Although the ALJ's comment on plaintiff's continuing to smoke misses the point,*fn2 there nonetheless is substantial evidence in the record to support the ALJ's conclusion that plaintiff's reactive airways disease did not constitute a severe impairment--that is, that the disease is a slight abnormality that has no more than a minimal effect on plaintiff's ability to work. First, as noted above, plaintiff did not identify her reactive airways disease as a problem that stopped her from working. Second, her asthma was in remission and was controlled by medication. Although other medical records may provide contradictory evidence, the ALJ's findings of fact, if supported by substantial evidence, are conclusive. See Miller v. Heckler, 770 F.2d at 847. The ALJ's finding that plaintiff's reactive airways disease is not a severe impairment is supported by substantial evidence and therefore must be upheld.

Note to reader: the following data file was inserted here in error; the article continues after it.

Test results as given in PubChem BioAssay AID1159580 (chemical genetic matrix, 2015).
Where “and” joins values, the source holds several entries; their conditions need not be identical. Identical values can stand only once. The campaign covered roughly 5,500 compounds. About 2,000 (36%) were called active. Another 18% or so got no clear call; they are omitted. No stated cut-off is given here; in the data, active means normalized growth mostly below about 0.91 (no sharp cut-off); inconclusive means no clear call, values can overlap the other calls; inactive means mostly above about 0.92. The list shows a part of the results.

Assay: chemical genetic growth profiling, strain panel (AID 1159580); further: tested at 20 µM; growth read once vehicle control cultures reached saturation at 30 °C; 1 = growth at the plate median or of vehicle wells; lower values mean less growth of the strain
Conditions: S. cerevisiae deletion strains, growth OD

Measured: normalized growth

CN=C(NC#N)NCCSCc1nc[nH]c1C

B. Treating Physician's Opinion